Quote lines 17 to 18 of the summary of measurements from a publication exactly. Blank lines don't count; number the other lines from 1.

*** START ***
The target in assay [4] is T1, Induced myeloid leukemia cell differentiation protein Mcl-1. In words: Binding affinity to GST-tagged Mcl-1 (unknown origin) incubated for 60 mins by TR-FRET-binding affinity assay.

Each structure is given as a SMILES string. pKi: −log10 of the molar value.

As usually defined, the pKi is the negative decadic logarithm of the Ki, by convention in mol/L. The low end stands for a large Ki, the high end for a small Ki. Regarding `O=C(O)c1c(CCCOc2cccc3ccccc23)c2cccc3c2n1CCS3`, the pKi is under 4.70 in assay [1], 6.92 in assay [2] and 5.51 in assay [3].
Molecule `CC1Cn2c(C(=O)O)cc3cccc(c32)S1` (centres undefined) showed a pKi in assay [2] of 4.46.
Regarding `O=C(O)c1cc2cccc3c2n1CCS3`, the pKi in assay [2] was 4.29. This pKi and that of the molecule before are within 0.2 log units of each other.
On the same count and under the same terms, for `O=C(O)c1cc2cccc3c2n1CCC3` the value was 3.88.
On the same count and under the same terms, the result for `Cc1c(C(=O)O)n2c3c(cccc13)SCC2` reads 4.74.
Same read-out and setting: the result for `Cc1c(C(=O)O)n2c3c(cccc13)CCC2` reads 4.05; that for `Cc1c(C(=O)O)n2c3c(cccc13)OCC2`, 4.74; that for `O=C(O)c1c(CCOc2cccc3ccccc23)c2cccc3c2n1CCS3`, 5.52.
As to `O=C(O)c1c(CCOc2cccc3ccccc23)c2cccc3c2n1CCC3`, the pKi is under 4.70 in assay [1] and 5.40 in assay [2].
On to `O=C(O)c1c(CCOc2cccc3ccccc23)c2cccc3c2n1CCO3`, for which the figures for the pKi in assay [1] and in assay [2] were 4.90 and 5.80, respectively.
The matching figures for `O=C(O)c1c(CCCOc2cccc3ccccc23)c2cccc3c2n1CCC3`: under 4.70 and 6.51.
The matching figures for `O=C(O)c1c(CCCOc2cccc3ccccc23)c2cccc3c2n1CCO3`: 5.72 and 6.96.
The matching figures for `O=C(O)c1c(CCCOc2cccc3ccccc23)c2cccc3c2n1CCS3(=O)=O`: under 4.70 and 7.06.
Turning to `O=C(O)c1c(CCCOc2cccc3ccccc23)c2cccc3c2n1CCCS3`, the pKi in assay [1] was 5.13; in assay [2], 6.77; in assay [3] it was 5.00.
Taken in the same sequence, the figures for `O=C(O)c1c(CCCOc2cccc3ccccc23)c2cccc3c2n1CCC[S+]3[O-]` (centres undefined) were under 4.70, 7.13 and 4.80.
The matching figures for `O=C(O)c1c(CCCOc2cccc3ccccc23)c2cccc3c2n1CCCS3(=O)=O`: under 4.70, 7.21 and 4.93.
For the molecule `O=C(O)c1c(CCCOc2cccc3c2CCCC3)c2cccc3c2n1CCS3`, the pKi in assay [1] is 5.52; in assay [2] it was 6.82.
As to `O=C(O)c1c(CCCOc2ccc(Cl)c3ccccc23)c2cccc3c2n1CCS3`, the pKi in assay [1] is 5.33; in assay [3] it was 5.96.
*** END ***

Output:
For the molecule `O=C(O)c1c(CCCOc2cccc3c2CCCC3)c2cccc3c2n1CCS3`, the pKi in assay [1] is 5.52; in assay [2] it was 6.82.
As to `O=C(O)c1c(CCCOc2ccc(Cl)c3ccccc23)c2cccc3c2n1CCS3`, the pKi in assay [1] is 5.33; in assay [3] it was 5.96.